8 Benefits of Exercise During Pregnancy
Exercise has long been proven to improve physical and mental health—but finding the motivation to hit the gym can be hard during pregnancy. After all, a growing baby brings many changes to your body and mood, like morning sickness, heartburn and sleep deprivation. But as hard as it may be, numerous studies have shown the benefits of exercise during pregnancy. Below, experts walk us through why it’s important to make prenatal exercise a priority when you can.
Both the American College of Obstetricians and Gynecologists and the American Pregnancy Association note there are several benefits of working out during pregnancy. These include reduced back and pelvic pain, healthy weight gain, improved endurance, faster postpartum recovery and improved ability to cope with the demands of labor. Plus, prenatal exercise can also benefit baby’s development and growth later in life. Below, some of the biggest benefits of prenatal exercise.
1. Reduces your aches and pains
During pregnancy, your body relaxes your joints, ligaments and connective tissues to help make room for baby and prepare for birth. But “this can lead to instability in the pelvis, causing low back pain and pelvic pain (two very common pregnancy complaints),” says Sarah Bradford, a pre- and postnatal fitness specialist. Prenatal exercises that help strengthen muscles in your pelvic floor, core and glutes can help improve stability and reduce pain. Plus, the stronger your core and stabilizing muscles, the better your body will be able to carry the weight of your growing bump. A 2019 study backs this up, finding that exercise during pregnancy can help reduce low back pain, among other common pregnancy ailments.
2. Helps ward off constipation
Along with reducing pain, studies show that exercise during pregnancy also helps ease constipation, which is a common issue during pregnancy. “Exercising increases breathing rate as well as heart rate, which stimulates the nerves and muscles of the mucosal lining of the digestive tract,” Bradford explains. “This can help to get things moving.” Plus, because tight pelvic floor muscles also contribute to constipation, exercises that lessen pelvic floor tension can also make it easier to pass bowel movements, she adds. Bonus: Decreasing your risk of constipation will also help with those pesky hemorrhoids.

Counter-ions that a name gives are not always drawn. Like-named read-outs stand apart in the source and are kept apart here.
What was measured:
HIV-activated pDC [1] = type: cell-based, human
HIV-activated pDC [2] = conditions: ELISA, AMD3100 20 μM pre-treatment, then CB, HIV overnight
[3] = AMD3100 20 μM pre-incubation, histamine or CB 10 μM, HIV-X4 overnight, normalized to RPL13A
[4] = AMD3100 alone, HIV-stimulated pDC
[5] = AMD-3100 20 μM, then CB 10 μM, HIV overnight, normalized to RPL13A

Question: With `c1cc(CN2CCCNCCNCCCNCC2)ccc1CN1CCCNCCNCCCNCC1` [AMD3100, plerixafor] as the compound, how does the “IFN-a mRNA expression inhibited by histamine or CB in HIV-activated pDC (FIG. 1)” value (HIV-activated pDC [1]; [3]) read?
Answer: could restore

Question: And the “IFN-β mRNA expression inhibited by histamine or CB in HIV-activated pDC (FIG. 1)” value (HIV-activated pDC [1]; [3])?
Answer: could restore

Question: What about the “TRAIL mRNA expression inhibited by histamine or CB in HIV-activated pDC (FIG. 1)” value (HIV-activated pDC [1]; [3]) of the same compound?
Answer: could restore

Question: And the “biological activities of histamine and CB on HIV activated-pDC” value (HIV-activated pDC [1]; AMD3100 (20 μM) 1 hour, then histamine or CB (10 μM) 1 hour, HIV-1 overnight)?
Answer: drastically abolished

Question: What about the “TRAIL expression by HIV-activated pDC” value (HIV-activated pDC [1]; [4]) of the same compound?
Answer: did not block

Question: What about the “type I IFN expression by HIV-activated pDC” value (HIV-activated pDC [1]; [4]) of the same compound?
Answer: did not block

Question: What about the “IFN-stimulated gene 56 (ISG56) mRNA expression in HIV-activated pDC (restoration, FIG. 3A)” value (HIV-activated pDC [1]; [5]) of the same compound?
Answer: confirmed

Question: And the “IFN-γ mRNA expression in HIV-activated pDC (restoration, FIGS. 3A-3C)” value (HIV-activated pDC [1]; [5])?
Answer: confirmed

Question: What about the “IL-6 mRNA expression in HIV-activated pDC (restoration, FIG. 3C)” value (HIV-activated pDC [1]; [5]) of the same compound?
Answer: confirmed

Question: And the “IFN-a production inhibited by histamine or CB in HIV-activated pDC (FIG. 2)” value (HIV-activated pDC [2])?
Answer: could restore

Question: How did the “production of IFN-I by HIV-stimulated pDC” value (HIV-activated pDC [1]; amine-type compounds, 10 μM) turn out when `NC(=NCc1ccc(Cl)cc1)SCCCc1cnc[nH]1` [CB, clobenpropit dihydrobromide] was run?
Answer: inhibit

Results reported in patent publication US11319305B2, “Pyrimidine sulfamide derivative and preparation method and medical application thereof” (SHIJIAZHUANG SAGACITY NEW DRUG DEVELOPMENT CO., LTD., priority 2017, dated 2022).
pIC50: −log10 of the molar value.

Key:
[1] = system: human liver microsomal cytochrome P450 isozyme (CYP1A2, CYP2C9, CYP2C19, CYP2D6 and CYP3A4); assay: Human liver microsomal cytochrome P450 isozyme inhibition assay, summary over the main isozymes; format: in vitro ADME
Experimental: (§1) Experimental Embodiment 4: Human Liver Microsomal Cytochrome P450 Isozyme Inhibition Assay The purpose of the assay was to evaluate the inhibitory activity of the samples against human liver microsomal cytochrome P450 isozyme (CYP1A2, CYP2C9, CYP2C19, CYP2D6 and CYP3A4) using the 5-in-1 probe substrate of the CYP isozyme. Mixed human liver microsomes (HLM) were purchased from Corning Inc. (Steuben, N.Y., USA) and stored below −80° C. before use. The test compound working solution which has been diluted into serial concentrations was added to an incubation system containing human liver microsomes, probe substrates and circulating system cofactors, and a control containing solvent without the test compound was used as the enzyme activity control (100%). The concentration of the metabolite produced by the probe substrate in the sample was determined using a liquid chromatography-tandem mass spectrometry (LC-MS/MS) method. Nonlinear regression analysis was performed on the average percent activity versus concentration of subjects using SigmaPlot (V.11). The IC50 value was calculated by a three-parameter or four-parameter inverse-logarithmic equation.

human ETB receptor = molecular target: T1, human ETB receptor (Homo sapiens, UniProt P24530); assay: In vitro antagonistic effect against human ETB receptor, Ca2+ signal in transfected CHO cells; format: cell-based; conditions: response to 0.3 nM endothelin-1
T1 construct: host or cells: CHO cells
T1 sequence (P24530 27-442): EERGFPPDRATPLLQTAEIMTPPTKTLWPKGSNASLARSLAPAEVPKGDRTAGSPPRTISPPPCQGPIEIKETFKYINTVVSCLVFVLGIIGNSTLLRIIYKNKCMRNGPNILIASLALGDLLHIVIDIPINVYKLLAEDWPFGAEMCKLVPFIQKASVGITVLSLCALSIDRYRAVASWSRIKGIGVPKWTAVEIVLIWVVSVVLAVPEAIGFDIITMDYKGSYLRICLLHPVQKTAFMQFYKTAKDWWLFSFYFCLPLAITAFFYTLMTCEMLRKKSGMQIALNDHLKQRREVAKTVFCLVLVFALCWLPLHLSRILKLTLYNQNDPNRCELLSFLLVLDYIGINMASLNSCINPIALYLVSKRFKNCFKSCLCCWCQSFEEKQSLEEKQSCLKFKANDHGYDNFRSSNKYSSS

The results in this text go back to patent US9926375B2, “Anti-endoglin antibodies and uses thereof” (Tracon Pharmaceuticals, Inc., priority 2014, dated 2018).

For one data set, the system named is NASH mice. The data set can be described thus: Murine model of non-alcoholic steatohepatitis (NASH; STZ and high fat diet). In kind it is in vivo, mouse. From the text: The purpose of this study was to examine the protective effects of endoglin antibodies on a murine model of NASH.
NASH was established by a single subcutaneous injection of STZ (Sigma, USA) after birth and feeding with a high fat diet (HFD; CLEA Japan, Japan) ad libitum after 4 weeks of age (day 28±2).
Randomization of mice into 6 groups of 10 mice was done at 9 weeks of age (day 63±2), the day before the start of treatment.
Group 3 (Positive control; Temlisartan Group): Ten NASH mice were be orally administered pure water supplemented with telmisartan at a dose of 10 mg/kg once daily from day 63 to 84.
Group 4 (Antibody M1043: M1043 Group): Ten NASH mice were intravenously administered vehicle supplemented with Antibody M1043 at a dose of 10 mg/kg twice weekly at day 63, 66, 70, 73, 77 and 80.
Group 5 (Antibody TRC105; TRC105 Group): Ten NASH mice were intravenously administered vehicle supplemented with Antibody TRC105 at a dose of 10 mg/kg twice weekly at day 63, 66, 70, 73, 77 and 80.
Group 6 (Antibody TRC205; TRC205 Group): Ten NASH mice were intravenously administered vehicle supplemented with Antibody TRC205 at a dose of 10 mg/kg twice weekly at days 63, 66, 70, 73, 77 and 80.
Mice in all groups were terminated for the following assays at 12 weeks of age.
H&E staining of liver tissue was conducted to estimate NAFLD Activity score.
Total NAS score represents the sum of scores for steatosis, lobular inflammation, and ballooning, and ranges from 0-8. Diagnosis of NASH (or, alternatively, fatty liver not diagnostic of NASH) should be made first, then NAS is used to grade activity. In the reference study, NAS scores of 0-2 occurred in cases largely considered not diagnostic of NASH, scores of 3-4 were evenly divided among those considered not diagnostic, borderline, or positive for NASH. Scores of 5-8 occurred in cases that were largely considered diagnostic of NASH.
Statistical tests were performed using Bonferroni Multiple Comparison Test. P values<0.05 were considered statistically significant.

3. Boosts your mood
Growing a tiny human inside of you is hard work, so it’s par for the course to get a little grumpy from time to time. But a little bit of exercise goes a long way toward improving your mood—and there’s actual science behind this. Several studies, including these from 2004, 2006 and 2018, have found exercise increases heart rate and blood flow to the brain, as well as triggers the release of endorphins, which are known as the body’s “feel-good” hormones.
4. Promotes better sleep
Another benefit of exercise during pregnancy? Along with improved mood, you’ll also likely experience improvements in sleep. “It makes the body more tired, which makes it easier to fall asleep and stay asleep at night,” explains Rebekah Mustaleski, CPM, a certified professional midwife and compression director at Motif Medical.
5. Lowers your risk of pregnancy complications
All pregnant women are naturally at risk for gestational diabetes. The placenta produces hormones that, while helping to maintain a healthy pregnancy, cause a buildup of glucose in the blood. “Normally, the pancreas produces enough insulin to counteract this,” Bradford says, but when the body isn’t able to keep blood sugar levels balanced, it can lead to gestational diabetes. Plus, because elevated blood sugar can cause higher blood pressure, pregnancy can also cause a risk of preeclampsia, which can lead to preterm labor and low birth weight. While this sounds scary, several studies have found that exercise during pregnancy helps control blood glucose, significantly decreasing the risk of developing these conditions. Plus, exercise during pregnancy also helps reduce cardiovascular risk factors, Bradford says, as it helps strengthen the heart, reduce oxidative stress and lowers blood pressure.
6. Supports an easier and faster labor